Northern Tanzania Climate
The majority of the famous wildlife parks of Northern Tanzania (situated just south of the equator) rest upon an elevated plateau creating a wonderfully temperate climate. Average highs are in the low 80s and average lows are in the 50s and 60s. The temperatures are very comfortable and there is little humidity due to the high elevation. The moderate climate creates a comfortable environment for wildlife viewing throughout the entire day. Even during mid-day it is rarely too hot for game viewing and many animals remain active. Wildlife viewing is a year round event due to the equatorial climate and there really is no preferred season in terms of weather though some individuals prefer the green season as it’s not as dry or dusty. Full rainy days are rare and even during the green season (November to May), there is a greater proportion of sunshine and only brief and refreshing showers are the norm.
The Serengeti National Park ranges in altitude from about 5,000 – 6,000 feet while Tarangire and Lake Manyara (situated in the rift valley) are lower in elevation (approximately 3,500 feet) and a little warmer. On the other hand, the rim of the Ngorongoro Crater is situated at 7,500 – 8,000 feet and is significantly colder especially in the early morning. During the slightly warmer months from October to March, the average high is 84 degrees while the average low is 60 degrees in the Serengeti. During the slightly cooler months from April to September, expect an average high of 81 degrees and an average low of 55 degrees in the Serengeti. However, the rim of the Ngorongoro Crater can get significantly colder due to the high elevation and one needs a heavy sweater here year round. June, July and August are the coldest months and lows can sometimes drop into the 30s and 40s at the Ngorongoro Crater though daily high temperatures are unaffected. Make sure to bring a heavy sweater, gloves and warm hat during June, July and August for those early morning game drives in the Ngorongoro Crater.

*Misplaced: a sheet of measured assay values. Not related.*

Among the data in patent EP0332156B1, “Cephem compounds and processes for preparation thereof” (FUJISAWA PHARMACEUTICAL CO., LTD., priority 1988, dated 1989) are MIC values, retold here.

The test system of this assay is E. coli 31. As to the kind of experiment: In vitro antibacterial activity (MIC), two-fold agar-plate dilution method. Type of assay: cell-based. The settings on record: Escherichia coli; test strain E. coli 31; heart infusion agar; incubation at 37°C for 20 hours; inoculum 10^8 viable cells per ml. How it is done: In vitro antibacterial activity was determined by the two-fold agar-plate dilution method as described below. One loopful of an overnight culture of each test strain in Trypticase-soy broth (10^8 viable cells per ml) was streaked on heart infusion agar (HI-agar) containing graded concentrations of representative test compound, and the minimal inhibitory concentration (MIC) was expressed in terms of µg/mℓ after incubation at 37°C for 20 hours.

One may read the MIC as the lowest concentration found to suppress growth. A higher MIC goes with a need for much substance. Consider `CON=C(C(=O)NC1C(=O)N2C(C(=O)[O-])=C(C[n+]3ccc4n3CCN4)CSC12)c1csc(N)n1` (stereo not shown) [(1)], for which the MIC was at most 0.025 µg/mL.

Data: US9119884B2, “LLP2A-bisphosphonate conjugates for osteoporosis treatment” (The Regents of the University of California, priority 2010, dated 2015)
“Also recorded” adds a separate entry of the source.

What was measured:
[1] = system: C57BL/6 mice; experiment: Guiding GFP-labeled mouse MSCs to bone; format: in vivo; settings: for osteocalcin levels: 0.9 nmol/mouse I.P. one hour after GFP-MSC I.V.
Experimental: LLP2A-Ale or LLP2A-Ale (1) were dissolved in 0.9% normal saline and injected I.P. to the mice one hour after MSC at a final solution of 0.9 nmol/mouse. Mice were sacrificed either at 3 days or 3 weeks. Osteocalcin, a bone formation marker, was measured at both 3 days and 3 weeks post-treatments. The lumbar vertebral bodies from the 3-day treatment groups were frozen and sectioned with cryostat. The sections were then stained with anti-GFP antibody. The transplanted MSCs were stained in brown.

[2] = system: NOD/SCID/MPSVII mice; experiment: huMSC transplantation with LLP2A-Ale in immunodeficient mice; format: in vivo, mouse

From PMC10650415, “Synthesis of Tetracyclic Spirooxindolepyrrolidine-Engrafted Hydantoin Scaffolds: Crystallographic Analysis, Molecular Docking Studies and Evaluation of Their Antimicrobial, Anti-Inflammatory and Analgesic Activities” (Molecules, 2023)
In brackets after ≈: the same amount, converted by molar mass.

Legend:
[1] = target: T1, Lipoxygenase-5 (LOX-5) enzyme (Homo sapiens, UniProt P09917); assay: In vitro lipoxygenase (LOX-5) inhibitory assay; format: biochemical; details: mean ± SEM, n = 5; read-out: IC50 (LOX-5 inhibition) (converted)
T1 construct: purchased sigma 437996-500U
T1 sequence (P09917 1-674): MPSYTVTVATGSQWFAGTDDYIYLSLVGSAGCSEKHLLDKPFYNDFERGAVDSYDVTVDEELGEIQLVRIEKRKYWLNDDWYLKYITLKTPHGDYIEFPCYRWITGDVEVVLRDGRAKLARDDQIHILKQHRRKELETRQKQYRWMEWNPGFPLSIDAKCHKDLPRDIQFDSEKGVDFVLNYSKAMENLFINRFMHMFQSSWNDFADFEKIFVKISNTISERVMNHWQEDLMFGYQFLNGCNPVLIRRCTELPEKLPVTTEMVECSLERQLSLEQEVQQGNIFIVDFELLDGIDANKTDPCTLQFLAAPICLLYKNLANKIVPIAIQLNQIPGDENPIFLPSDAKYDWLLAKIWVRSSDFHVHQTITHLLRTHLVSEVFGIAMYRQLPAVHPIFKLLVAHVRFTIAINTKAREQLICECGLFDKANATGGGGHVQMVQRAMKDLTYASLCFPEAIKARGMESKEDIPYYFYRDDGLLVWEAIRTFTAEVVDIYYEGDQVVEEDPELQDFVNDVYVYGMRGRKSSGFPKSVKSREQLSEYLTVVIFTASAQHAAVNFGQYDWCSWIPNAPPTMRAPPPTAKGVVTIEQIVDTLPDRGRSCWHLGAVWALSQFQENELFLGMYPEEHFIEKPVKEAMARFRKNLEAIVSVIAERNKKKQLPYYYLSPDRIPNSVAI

There are two pronounced seasons in Tanzania including a green season from late November to early May and a dry season from mid May to mid November. In most regions of East Africa, rainfall is usually higher in November and December (the short rains) than in January and February (the short dry season) and then rain falls again in March, April and May (the long rains). However, this is not the case in Northern Tanzania and especially in the Serengeti National Park! The so-called ‘short rains’ and ‘long rains’ in Northern Tanzania are significantly less pronounced and rain tends to fall sporadically from mid November to late April or early May. It has been completely unpredictable during the last ten years as to which green season month or months receive the most rain. In any event, the sporadic rain showers do not hamper your ability to game drive and, in fact, only enhance wildlife viewing. There is an old adage in the Serengeti that ‘rain means game’ and this definitely rings true during the green season when the herds are on the vibrant green plains especially in March and April.
Please keep in mind that most guidebooks are not destination specific and their data is not representative of Northern Tanzania but rather East Africa as a whole, which can be very misleading due to the unique climatic and geographic features of Northern Tanzania (Ngorongoro Highlands, Lake Victoria, etc.).
Rainfall gauges in Northern Tanzania (specifically in the Serengeti where most people spend the majority of their safari), indicate that the rains typically start in mid to late November and continue to fall sporadically or irregularly until early May. Toward late April or the beginning of May, a northeasterly wind springs up, signaling the start of the long dry season. Please keep in mind that rain showers do not hinder your ability to game drive and few years are typical and the onset and severity of seasons vary widely.
Average Serengeti Monthly Rainfall
(amounts in inches)
|Month||South East Serengeti
|South Central Serengeti
Naabi Hill Gauge
|Central East Serengeti